A successful miraa businessman Yusuf Abdi Adan started the lucrative business in the 1960s and by the 1980s.
Abdi was commanding the Meru-Chuka trade routes.
The reclusive businessman’s Toyota Land Cruisers also dodged shifta bandits to deliver miraa to towns like Mandera and across the border in Bura Hawa inside Somalia.
As his business prospered, the security situation in Northern Kenya deteriorated, leading to the Wagalla massacre that was aimed at disarming bandits.
Unable to reach Mandera and Somalia by road, Adan decided to start lifting miraa from Nairobi’s Wilson Airport where he leased aircraft from various companies.
He became the first person in the miraa business to have transformed from camel transport to vehicles to aircraft.
In 1992, Adan invited two former officers from Kenya Air Force, Col Hussein Farah and Major Hussein Mohammed to form the Blue Bird Aviation Company.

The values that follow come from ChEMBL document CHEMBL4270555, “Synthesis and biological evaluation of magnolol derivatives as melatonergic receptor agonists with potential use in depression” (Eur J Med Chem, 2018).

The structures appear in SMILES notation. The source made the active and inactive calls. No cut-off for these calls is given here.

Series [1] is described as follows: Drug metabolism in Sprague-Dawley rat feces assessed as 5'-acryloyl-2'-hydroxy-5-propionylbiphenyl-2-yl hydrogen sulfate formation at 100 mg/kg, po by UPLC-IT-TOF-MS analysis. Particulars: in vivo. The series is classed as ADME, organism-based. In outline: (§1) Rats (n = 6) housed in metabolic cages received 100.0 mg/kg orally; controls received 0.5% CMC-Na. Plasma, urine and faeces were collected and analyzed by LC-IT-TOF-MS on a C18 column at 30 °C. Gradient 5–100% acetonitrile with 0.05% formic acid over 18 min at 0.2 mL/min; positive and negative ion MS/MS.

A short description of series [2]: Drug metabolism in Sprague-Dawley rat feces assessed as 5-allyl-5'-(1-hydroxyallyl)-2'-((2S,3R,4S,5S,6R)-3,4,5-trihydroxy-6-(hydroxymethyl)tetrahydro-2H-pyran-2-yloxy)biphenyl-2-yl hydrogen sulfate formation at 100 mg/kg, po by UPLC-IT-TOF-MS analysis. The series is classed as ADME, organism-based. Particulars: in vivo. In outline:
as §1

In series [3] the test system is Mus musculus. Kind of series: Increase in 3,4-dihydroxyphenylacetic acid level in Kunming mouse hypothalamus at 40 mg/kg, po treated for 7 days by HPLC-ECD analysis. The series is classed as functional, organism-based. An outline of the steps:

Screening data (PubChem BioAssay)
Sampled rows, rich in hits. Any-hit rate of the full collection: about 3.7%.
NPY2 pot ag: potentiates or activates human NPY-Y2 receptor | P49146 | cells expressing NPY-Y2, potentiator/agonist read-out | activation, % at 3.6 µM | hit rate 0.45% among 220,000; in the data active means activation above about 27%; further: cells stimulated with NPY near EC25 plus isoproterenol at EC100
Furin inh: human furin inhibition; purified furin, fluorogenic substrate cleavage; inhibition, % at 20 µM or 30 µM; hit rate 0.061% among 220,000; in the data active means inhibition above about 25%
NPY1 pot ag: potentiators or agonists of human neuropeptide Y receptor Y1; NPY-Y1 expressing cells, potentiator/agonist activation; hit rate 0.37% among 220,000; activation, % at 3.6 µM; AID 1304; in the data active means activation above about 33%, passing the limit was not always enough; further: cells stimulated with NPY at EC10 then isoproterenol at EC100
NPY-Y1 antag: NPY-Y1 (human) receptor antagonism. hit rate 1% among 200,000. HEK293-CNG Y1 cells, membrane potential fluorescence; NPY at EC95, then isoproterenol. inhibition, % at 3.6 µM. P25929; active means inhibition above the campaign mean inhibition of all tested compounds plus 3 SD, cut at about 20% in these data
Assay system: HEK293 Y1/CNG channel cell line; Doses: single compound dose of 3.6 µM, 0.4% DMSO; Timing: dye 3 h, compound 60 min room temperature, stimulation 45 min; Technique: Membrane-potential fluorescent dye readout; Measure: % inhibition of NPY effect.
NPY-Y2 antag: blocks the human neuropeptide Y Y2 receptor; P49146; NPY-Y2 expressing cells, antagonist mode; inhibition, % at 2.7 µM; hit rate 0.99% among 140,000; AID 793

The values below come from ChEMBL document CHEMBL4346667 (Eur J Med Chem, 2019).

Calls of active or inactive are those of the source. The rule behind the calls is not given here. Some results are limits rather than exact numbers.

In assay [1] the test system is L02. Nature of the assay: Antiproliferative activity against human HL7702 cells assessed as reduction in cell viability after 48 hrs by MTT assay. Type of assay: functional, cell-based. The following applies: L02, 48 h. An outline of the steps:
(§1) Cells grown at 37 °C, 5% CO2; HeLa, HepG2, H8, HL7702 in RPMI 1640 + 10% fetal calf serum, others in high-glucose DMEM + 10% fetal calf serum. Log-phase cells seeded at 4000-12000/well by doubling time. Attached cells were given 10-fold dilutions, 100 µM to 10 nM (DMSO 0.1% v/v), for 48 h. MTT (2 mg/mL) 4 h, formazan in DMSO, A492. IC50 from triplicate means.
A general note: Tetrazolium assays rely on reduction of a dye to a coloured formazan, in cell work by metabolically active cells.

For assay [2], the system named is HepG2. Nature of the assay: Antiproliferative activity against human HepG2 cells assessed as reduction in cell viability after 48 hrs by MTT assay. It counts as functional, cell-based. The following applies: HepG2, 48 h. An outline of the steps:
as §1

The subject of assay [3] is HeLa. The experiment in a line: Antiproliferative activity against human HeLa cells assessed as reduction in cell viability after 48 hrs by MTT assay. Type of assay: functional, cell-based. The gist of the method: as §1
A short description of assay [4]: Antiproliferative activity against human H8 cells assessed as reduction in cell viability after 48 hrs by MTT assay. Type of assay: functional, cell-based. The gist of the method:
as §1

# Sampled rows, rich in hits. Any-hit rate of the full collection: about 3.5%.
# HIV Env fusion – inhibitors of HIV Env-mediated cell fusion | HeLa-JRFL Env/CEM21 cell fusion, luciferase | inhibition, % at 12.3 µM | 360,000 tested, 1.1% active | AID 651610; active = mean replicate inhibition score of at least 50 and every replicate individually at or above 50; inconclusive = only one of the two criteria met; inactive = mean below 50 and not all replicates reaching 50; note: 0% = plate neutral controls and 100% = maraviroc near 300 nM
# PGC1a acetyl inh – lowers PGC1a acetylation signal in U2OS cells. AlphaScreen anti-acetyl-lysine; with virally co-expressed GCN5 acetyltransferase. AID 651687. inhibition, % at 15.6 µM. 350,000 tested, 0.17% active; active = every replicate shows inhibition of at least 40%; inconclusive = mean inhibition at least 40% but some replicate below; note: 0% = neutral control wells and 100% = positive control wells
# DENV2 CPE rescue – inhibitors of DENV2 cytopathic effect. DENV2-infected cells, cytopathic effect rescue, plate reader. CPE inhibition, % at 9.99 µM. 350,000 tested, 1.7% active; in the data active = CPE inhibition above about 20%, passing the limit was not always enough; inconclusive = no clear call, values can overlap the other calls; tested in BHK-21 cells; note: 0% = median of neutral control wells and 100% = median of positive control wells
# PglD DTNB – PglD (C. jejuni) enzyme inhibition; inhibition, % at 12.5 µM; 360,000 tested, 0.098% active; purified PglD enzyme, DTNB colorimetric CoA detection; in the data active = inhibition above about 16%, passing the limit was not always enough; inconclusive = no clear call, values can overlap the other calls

A third party, Mohammed Abdikadir, also joined them as a pilot, bringing the ownership to 25 per cent each.
“We bought one aircraft and as a businessman who used to trade in miraa, I used to provide the sole business,” Adan wrote in court affidavits in a case involving the company.
Even after the collapse of governance in Somalia in 1991, Adan was daring enough to keep flying his product to the region and as more traders withdrew from the Horn of Africa due to the risks involved, Adan became a monopoly in his own right.
From an airline that started with a Cessna 402, registration 5Y-LAM, Bluebird is now the second biggest airline after Kenya Airways, with a fleet of 19 aircraft and valuation of Ksh12 billion.